Back in the headlines
With the upcoming 100th anniversary of the American Association of Community Colleges, Community College Daily took a look at what were some of the top issues for public two-year campuses featured in our pages this day 30 years ago. (CCDaily then was a biweekly called the Community College Times.)
If you’ve been in the community college field long enough, you start to see certain topics cycle back into the headlines. Check out these topics from lead articles on June 6, 1989:
- building bridges between two- and four-year colleges (especially around transfer)
- the image challenge of community colleges
- should community colleges include humanities in all aspects of their curriculum
- improving student success rates
CCDaily also had some familiar themes 10 years ago in its June 5, 2009, edition with articles about:
- community colleges in the national spotlight due to a workforce focus by the president
- the seeds of dual enrollment with states like Colorado starting to promote associate degrees in high schools
- challenges in finding skilled workers to fill available jobs
Pima prepares for aviation tech expansion
Southern Arizona’s aviation industry soon will get a much needed workforce boost following a one-time state appropriation of $15 million to Pima Community College’s (PCC) aviation technology program.
The PCC Aviation Center is the only facility in the state that focuses on maintenance and repair training for large transport commercial aircraft. The program expects to break ground on the expansion this fall and welcome new students as early as fall 2020.
The funding was part of the Arizona legislature’s $11.8 billion budget bill passed last month. It will allow the college to double the facility to train aviation technology students, dramatically reducing or eliminating the current one-year wait time for students to get into the program. The funding also represents the first funding from the state to PCC since 2015.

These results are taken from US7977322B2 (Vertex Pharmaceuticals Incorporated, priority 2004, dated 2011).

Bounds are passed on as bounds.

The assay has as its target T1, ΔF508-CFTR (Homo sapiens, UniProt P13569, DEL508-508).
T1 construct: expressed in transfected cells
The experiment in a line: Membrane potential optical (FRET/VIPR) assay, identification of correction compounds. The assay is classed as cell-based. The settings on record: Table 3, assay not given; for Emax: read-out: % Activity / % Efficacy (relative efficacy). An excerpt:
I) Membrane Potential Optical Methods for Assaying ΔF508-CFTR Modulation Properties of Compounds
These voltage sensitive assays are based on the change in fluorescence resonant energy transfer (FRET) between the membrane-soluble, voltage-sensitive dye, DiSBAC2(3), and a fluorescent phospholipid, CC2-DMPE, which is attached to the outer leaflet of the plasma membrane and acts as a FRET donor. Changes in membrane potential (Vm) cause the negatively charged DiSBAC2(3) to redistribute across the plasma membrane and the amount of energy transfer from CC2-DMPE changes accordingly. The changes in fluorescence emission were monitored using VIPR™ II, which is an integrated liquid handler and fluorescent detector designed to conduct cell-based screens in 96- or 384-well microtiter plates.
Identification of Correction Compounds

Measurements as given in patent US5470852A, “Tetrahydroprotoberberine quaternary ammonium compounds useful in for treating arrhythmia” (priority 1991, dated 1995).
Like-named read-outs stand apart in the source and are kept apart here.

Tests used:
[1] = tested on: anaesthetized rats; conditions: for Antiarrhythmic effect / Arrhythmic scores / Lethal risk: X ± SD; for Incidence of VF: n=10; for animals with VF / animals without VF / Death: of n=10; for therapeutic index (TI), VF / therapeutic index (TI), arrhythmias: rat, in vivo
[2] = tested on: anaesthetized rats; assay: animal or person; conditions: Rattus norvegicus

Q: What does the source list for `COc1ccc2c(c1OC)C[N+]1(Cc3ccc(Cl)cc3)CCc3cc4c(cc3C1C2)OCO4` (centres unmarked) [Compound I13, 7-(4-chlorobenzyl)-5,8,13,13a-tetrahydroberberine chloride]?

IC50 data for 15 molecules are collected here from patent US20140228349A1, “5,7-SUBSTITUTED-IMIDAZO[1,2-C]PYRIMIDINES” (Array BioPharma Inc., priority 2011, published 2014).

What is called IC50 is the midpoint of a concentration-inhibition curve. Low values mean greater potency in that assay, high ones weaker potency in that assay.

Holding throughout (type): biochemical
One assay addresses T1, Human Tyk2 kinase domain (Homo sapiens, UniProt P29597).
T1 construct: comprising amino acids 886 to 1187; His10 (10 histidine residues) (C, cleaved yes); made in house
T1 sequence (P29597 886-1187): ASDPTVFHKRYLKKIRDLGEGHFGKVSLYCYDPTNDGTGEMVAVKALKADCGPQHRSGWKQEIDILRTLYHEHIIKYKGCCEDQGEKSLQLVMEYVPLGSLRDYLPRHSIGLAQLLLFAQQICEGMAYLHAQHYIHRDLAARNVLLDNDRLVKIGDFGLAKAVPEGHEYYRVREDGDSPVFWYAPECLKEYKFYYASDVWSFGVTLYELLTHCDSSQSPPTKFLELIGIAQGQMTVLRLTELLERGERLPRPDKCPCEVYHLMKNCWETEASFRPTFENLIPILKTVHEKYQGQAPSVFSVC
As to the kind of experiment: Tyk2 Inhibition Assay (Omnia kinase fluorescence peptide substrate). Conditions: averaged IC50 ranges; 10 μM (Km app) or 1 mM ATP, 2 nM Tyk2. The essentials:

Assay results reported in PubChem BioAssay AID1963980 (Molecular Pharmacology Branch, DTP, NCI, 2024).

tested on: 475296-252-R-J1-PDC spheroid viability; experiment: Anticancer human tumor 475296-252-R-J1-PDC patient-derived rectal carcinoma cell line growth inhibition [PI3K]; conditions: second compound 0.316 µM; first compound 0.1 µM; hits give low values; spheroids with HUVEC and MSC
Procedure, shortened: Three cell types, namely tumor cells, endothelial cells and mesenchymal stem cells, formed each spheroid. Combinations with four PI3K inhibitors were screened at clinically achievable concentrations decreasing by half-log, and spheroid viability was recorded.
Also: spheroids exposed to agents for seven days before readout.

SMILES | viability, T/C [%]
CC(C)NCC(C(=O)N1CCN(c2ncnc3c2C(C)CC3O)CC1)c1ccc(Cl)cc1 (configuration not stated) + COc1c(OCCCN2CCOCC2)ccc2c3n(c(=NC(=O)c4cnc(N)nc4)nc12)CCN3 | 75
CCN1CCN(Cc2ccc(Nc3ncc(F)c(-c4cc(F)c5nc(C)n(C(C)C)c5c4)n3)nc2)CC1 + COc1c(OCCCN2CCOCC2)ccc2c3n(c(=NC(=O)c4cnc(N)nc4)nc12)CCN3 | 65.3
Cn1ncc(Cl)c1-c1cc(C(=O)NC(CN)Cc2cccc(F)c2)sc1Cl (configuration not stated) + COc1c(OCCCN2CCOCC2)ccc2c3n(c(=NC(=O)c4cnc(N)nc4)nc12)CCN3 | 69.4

Currently, the program trains 125 to 150 students a year in a facility adjacent to the Tucson International Airport. Expansion will allow the college to train 250 students a year, most of whom are expected to have jobs lined up before they graduate.
New system for sharing wage data across states
State education and workforce leaders can now exchange quarterly wage records through the State Wage Interchange System (SWIS).
Wage data available through SWIS — which requires states to voluntarily join the network to access it — includes employer and employee names, Social Security numbers, federal and state identification numbers, wage information and North American Industry Classification System codes.
Florida college’s police department launches drone unit
The police department at Northwest Florida State College (NWF State) has launched of a drone unit, making it one of only four colleges in the nation with an active law enforcement drone team. (See video, below.)
The drone program was the result of a need recognized in the area, said NWF State College Police Chief Aaron Murray. The drone unit can also offer aerial support to other local law enforcement agencies.
“We are looking for ways to save lives and create a safer environment for everyone to live, work and learn in,” Murray said. “As technologies change and become available like drones, we try to utilize them to be better at what we do.”
NWF State College has four FAA-certified pilots and the use of four drones. The drones, or unmanned aerial systems (UAS), are equipped with high-definition cameras, thermal imagers and the ability to attach chemical canisters such as pepper spray to deter suspects, according to the college.
“The drones are utilized for missing persons or for assisting law enforcement with safer searches when suspects have evaded visual contact,” Murray said. “A UAS allows us to get a bird’s-eye view with real-time information helping to identify an individual’s location.”